Nathaniel Rouse organized this assembly as an "affinity group model,"meant to foster a deeper conversation over the theme "Black Lives Matter." My two concerns are these; Who decided the "racial affinity model" was legitimate or appropriate?Was the School Board consulted before this event? I do not believe the Board should be micromanaging the school-they hire a principal to carry out his duties according to their guidelines and principles.But is such an assembly part of his duties?Shouldn't this event have been brought to the Board ahead of time?Surely,there are some limits as to what Principal Rouse can initiate on his own.

Jim Bowman  

Posted: March 19th, 2015 6:12 PM

I might add that he was not black Irish, but of fair skin.

Jim Bowman  

Posted: March 19th, 2015 6:10 PM

HIS stop. Sorry.

Jim Bowman  

Posted: March 19th, 2015 6:09 PM

Who's black? issue reminds me of the Irish-ancestry New Orleans Jesuit in the bad old Jim Crow days who sat in the back of the bus. When asked or told to move to the front, he said he had colored blood. On leaving the bus at this stop, he stopped at the driver's seat on his way out and said one word: "Red."

Cormac Battle from Oak Park  

Posted: March 19th, 2015 5:23 PM

I have friends that are bi-racial, half black, half white, 1/4 black, 3/4 white and 3/4 black, 1/4 Japanese. Would they be allowed to attend?

Benjamin Hill from Chicago, Illinois  

Posted: March 19th, 2015 3:28 PM

Folks, it was a segregated assembly. Students and certain administrators were turned away at the door. As I've posted elsewhere, the intentions may have been good, but the execution was awful and unprofessional. You only have to imagine a similar discussion for whites-only. And once you do have those conversations, by ethnicity, identity, race or whatever, what do you do with the results of those conversations? How is this going to help?

Alex Garcia from Chicago, Illinois  

Posted: March 19th, 2015 10:46 AM

Conor: So, who qualifies as "black" and would be eligible to attend the assembly? If I have African lineage, but do not outwardly appear black, do I qualify in yours and the principal's view? Who decides?

Bill Ward from Oak Park, Illinois  

Posted: March 19th, 2015 10:25 AM

The Highway to Hell is paved with good intentions. Bottom line, it is not acceptable for a "public" forum in America to exclude individuals on the basis of race.

Conor Gallogly from Oak Park, Illinois  

Posted: March 19th, 2015 8:58 AM

Alex, The assembly was not segregation in any meaningful way. It was an hour and a half event to allow black students (and adults) an opportunity to talk about race and racism in a safe space. It didn't harm students or staff of other races. It doesn't prevent OPRF from improving the school for all students. It didn't put up barriers between students. Many of those barriers are already between students (and adults) and the vast majority are not connected to the high school at all.

Conor Gallogly from Oak Park, Illinois  

Posted: March 19th, 2015 8:53 AM

This article understates the overwhelming support of the assembly and principal voiced by students, parents and staff. Speaker after speaker passionately and sometimes movingly shared how the assembly positively affected them or their children. The author quoted one of two speakers who opposed the assembly, making it seem like the audience was divided. It was not.

Alex Garcia from Chicago, Illinois  

Posted: March 18th, 2015 9:24 AM

I'm trying to look at this controversy objectively, but the simple fact of the matter is that what the principal did in this case was segregation based on race. You either try to break down those barriers or you put them up. As a society, we really can't have it both ways, i.e. claiming that others are implementing prejudice while doing it ourselves. No double standards.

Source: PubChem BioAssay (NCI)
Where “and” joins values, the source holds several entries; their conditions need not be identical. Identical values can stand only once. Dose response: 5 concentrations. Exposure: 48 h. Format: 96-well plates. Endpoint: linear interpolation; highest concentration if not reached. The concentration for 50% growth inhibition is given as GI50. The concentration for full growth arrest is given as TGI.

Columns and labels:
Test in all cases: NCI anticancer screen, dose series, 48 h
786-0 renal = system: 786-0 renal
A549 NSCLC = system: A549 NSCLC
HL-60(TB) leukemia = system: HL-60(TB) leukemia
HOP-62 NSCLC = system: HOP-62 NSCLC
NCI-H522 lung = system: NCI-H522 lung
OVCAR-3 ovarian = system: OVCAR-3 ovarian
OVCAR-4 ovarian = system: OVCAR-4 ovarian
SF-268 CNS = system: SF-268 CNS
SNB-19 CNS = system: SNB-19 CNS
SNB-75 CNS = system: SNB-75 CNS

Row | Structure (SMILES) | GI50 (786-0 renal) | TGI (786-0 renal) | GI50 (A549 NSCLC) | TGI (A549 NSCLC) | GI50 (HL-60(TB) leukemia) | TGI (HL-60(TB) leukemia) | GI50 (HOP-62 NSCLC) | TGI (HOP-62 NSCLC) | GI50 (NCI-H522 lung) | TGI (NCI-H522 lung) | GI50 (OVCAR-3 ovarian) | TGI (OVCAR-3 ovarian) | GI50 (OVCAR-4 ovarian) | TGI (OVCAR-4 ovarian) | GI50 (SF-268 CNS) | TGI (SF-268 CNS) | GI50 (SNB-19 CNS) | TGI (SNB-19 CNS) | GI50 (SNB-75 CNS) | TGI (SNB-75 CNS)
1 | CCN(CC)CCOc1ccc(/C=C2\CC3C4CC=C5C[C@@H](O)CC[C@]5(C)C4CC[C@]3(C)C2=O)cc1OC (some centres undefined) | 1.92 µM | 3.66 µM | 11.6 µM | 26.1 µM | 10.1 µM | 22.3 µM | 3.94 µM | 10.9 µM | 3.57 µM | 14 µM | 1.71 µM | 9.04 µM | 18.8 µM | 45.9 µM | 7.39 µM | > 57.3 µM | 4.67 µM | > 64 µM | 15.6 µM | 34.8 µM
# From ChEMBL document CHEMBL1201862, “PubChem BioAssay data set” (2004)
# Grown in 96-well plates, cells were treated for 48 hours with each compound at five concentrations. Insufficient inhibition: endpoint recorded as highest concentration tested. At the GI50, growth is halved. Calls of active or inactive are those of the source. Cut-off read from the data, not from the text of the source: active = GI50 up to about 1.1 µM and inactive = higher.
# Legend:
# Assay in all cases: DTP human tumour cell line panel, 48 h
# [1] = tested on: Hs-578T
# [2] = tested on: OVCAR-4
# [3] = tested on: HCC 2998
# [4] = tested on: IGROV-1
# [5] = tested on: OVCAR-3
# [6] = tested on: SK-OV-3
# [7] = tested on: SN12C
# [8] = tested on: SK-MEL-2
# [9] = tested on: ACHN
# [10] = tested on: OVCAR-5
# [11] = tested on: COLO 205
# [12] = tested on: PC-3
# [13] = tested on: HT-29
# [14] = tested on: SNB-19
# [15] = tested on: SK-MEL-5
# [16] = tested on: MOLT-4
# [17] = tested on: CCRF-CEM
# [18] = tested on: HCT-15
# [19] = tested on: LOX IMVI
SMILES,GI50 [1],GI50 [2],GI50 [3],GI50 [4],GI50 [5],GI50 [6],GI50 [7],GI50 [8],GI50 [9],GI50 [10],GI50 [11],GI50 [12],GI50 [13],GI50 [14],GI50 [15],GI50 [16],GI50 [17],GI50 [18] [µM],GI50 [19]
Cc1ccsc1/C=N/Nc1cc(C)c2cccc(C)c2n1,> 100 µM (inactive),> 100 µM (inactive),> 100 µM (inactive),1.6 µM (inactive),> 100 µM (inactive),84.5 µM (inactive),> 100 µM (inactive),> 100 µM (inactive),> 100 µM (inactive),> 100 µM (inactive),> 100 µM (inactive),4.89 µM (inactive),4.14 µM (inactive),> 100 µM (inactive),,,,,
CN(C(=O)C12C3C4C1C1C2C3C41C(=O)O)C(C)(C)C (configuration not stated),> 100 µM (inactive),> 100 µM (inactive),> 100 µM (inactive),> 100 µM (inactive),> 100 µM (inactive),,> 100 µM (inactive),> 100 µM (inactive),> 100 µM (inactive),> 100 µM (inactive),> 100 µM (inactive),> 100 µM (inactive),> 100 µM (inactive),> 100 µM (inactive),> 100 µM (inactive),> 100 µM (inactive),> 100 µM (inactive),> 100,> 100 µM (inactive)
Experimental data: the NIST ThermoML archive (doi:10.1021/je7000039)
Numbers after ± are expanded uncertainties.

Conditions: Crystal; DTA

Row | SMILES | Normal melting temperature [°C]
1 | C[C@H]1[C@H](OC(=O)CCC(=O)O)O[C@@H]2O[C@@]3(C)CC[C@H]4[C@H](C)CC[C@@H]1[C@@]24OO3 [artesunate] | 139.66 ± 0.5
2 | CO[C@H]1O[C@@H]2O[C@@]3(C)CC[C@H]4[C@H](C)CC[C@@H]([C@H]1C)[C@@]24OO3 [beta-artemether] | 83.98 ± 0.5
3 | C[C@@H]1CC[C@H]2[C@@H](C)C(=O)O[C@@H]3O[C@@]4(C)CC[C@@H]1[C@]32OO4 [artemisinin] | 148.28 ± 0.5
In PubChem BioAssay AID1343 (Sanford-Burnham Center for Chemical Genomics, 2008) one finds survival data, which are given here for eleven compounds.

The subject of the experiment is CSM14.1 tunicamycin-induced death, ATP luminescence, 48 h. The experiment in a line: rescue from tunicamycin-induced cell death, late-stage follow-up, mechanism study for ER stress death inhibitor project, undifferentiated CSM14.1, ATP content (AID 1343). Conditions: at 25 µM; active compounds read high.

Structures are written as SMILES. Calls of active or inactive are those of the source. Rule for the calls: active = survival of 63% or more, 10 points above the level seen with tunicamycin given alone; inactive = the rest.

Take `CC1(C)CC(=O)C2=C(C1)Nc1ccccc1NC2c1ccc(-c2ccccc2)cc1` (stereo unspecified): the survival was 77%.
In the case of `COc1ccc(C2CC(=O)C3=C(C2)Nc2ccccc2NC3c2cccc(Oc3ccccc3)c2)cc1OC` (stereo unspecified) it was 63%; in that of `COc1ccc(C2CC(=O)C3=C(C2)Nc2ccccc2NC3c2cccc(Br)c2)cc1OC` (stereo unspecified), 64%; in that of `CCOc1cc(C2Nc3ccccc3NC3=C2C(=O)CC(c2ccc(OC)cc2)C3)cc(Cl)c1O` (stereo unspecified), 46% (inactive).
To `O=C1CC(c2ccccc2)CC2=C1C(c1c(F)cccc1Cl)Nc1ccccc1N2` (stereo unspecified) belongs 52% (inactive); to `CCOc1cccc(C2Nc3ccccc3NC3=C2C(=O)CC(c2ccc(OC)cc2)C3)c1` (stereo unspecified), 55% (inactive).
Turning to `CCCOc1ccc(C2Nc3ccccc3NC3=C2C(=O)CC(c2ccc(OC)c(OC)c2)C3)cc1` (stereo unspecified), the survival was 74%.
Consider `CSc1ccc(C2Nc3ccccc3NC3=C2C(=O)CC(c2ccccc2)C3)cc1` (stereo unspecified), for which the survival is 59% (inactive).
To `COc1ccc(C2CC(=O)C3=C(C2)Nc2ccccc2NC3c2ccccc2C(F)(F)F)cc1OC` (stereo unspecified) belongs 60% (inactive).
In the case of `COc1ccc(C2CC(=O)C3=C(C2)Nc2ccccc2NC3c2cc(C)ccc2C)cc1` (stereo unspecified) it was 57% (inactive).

Dylan Bellisle  

Posted: March 17th, 2015 8:53 PM

David, You comment as if Rouse has no intention to have later inclusive discussions. There is the ideal, and there is reality. The reality is that many young people of color, and just people of color in general, feel more comfortable talking with others who face similar situations as they do. Why do you want to force them to be uncomfortable, particularly those who have faced racial micro-aggressions, hostility, discrimination and racism? Why do you get to decide how they share their experience with each other? Does there need to be inclusive discussions that bring people of different background to share their thoughts and feelings to promote dialogue , understanding and hopefully healing? Yes. Of course. But to demand that young people of color only have discussions about race if white people can be there? Think about that...

David Gulbransen from Chicago, Illinois  

Posted: March 17th, 2015 4:46 PM

I understand 100% the idea that kids of any minority group need a place to feel safe, secure and open to voice their experiences and concerns--I think trying to achieve that is laudable. What I don't understand is how on earth Rouse could not have foreseen the fallout from this. Really--it makes me question his professionalism and judgment. His best solution to help minority kids is to *segregate them*? He didn't see that comparison coming? Then he says (in another article) that he plans on holding other assemblies for other minority groups. So, they all get "separate but equal" treatment??!? Look, I harbor no illusion that we are in "post racial" America. I understand we have, as a nation and as a community, a long way to go before we've truly addressed racism. I just fail to see how you work towards the goal by dividing off into segregated groups. Instead, we should be working to create an environment where black, white, Latino, trans, purple, or whatever, can come together to have these discussions and have *everyone* feel safe and secure enough to be open. Teaching young minority kids that the only way to be open and honest about their experiences is by segregating themselves from other races is hardly the message I think OPRF should be communicating or nurturing. Perhaps Mr. Rouse can step up to the plate with some ideas that aren't so clearly and instantly divisive and polarizing.